EPA Fraud

Last Gasps Of The Anti-Tobacco Lobby

Wednesday, July 22, 1998
By Terence Corcoran

You'd hardly know it looking at the Canadian media, but the anti-tobacco crusade is imploding in the United States. It's not faring all that well in Canada either. Has the movement peaked? Is a new spirit of individual freedom rising across the continent against the meddling busybodies in the health lobby? Have voters and taxpayers on both sides of the border finally concluded that the massive regulatory and tax regimes are mostly giant money grabs by politicians and bureaucrats? Is the junk science behind the second-hand-smoke scare unravelling?

On the last point, a federal judge in North Carolina last week threw out as invalid the U.S. Environmental Protection Agency's infamous 1993 research finding that second-hand smoke kills 3,000 people a year. The EPA study has been the building block for a worldwide movement to ban smoking in restaurants, bars, clubs and other public places. The study has been debunked by countless researchers over the years as a piece of shoddy science in which the EPA set out its conclusion and then twisted its research to prove it.

By any assessment, the health risks associated with second-hand smoke are insignificant. One philosophy professor calculated that two glasses of milk a day poses a greater risk of death from cancer than a lifetime exposure to secondary smoke. A Congressional Research Service review in 1995 said the EPA's research "does not appear to support a conclusion that there are substantial health effects of passive smoking." Now, a U.S. judge, in a 92-page decision, has reached an even more damning assessment.

Some of the judge's conclusions: "The EPA publicly committed to a conclusion before research had begun; excluded industry by violating the act's procedural requirements; adjusted established procedure and scientific norms to validate the agency's public conclusion; and aggressively utilized the act's authority to disseminate findings to establish a de facto regulatory scheme."

In conducting the ETS [environmental tobacco smoke] Risk Assessment, the judge said: "The EPA disregarded information and made findings on selective information; did not disseminate significant epidemiologic information; deviated from its risk assessment guidelines; failed to disclose important findings and reasoning; and left significant questions without answers. EPA's conduct left substantial holes in the administrative record. While so doing, EPA produced limited evidence, then claimed the weight of the agency's research evidence demonstrated ETS causes cancer."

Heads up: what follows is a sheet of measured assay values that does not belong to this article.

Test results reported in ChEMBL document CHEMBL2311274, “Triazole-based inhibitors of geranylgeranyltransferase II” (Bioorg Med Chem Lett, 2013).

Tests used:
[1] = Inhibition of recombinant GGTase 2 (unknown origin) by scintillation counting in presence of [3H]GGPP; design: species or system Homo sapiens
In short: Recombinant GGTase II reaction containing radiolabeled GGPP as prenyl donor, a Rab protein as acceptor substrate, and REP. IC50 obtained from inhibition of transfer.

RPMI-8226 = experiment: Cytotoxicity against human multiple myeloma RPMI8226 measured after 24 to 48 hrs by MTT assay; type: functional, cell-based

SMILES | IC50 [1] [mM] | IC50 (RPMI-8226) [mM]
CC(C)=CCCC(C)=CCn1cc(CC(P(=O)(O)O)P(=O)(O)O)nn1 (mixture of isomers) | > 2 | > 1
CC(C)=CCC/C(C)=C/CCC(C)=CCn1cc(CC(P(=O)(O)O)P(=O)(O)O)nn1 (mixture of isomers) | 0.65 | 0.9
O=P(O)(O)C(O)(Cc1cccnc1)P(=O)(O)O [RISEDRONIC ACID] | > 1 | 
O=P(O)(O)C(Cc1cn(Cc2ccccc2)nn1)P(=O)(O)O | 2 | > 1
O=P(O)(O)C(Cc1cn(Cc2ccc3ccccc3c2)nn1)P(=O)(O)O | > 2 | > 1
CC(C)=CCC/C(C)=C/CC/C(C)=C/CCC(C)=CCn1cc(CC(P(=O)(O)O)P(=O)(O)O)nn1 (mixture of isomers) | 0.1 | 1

The discredited EPA study has been widely used in Canada to support a parallel claim that hundreds of Canadians die annually from exposure to second-hand smoke. The U.S. judge's ruling isn't likely to end the health lobby's campaign to ban restaurant smoking, but the key to their arguments is now exposed as a political scare orchestrated by the EPA. Smoke bans are now open to legal challenge, and some -- Toronto's, for example -- may never get off the ground. The judge's decision also follows the release of a summary of a World Health Organization study that found no evidence of increased health risks among people exposed to second-hand smoke.

The anti-tobacco movement lost another major battle last month when the U.S. Senate rejected a major tobacco control bill, including new cigarette taxes that would have raised $500-billion (U.S.), the money to be distributed here and there among lawyers, health care agencies and various governments. It was a huge victory for smokers, who would have been forced to pay $1.10 a package more for cigarettes.

The get-tough legislation was often portrayed as an attempt to punish the tobacco companies and "make the industry pay" for whatever illnesses arose as a result of the use of their products. This is a sham argument that may have been seen through by taxpayers. Outside of the smokers who buy cigarettes, there is no industry to tax. Big taxes on smoking would also fall disproportionately on lower-income people, who tend to smoke more. High taxes were allegedly needed to price tobacco out of the reach of children. As somebody observed, with the vast sums of money raised, the United States could afford to post security guards at every cigarette sales point in the country 24 hours a day.

Here in Canada, the federal government has backed down on its tobacco sponsorship regulation, a move that appears to have met with popular support. The government of British Columbia has an activist agenda that includes an attempt to force tobacco companies to pay for damages caused by tobacco product use. It also has a bizarre plan to publish the names of all the ingredients in smoke. But the Canadian tobacco industry appears ready to defend itself against the B.C. government and the anti-tobacco lobby.

At the Rothmans Inc. annual meeting in Toronto last week, CEO Joe Heffernan said his company will "unapologetically defend our commercial interests." The fact remains, he added, that "all the anti-tobacco public policy initiatives of the past 15 years have been colossal, expensive failures. Exorbitant taxation, dramatic health warnings and advertising bans have changed nothing. The prevalence of smoking among all age groups is virtually the same today as it was in 1986."

Copyright © 1998, The Globe and Mail Company
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